Some aspects of the Infrastructure Investment and Jobs Act indicate that the federal government is starting to take an interest in how to address digital inequalities more effectively.

For the first time, the FCC in March began soliciting comments on discrimination and digital equity including “how to implement provisions in the Infrastructure Investment and Jobs Act that require the FCC to combat digital discrimination, and promote equal access to broadband across the country, regardless of income level, race, ethnicity, religion or national origin.”

Funding for the Infrastructure Act also creates new opportunities for states and localities to influence before funding is allocated.

In late November, the FCC published its latest broadband map. It is the primary resource that the National Telecommunications and Information Administration, the executive office charged with allocating funding, will use to make decisions. The map is based on self-reported data from ISPs.

“From what we’ve seen in the maps, they’re massively exaggerating what their true coverage is,” said Evan Marwell, CEO of EducationSuperHighway, a nonprofit advocacy organization for digital stocks.

Between now and January, the FCC is accepting challenges from states to fine-tune the maps. The Washington Department of Commerce and Oregon Broadband Office distributed newsletters requesting public input on FCC maps, including information on how to submit challenges.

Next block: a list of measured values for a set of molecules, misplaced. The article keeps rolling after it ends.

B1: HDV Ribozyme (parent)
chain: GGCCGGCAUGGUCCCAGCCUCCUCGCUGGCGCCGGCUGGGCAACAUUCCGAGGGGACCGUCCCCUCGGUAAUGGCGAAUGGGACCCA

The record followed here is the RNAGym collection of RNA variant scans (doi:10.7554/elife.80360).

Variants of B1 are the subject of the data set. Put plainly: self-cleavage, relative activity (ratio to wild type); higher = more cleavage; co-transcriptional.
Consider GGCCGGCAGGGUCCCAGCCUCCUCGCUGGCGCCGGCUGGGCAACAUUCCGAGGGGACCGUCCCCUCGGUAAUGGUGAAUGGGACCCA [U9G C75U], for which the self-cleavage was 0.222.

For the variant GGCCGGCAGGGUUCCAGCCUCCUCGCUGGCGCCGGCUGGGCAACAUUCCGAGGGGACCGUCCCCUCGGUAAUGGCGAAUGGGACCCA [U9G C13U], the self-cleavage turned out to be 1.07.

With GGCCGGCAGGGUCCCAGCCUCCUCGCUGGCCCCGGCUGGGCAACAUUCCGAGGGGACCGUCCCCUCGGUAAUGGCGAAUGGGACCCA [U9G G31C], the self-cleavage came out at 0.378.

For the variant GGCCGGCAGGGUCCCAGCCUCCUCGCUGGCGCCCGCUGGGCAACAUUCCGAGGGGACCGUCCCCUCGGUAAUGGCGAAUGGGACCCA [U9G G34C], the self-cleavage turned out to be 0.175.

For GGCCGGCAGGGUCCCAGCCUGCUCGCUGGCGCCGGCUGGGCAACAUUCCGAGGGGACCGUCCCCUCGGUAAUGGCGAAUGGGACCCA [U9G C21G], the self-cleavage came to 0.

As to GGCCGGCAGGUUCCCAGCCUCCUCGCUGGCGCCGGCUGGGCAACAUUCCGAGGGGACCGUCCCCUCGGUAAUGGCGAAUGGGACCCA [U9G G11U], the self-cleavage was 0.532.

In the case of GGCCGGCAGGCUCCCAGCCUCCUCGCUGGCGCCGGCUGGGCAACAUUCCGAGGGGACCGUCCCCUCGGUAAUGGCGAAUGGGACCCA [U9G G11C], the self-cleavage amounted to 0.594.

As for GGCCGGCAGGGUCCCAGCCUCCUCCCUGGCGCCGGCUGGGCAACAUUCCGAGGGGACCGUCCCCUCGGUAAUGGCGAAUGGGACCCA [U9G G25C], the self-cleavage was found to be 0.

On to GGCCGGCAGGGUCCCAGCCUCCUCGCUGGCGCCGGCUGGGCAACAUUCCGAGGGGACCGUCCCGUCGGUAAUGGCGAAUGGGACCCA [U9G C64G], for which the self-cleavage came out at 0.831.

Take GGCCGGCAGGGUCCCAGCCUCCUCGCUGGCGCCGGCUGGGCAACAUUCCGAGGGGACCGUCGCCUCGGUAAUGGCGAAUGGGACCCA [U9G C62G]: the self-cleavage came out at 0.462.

But there’s a caveat for Portland and Seattle: Despite the billions of dollars pouring in, most officials have expressed skepticism that city dwellers will see much of it.

This is because Congress first required states to spend infrastructure law money on areas that are “unserved,” or that have no broadband access at all. Neighborhoods where the ISP actually provides service, however limited, are not likely to be touched until rural and remote areas are taken care of first.

It is a sore point for city and state officials.

“Yes, rural communities where there is absolutely no access — we need to prioritize them,” Gibbons said. “But when you look at the number of communities and use an equity lens, black people, Indigenous people of color, people with disabilities, most of them live in urban communities.”

Uccello said shifts in federal policy are necessary for broad change.

“The ISPs mentioned in the report receive a lot of government subsidies,” she said. “If we know they’re getting … public money, why don’t we create systems where they have to be accountable to the public?”

Instead, she said, “we’ve created a system that guarantees unequal results.”

InvestigateWest (invw.org) is an independent, nonprofit news organization dedicated to investigative journalism in the Pacific Northwest. Reporter Kaylee Tournay can be reached at [email protected]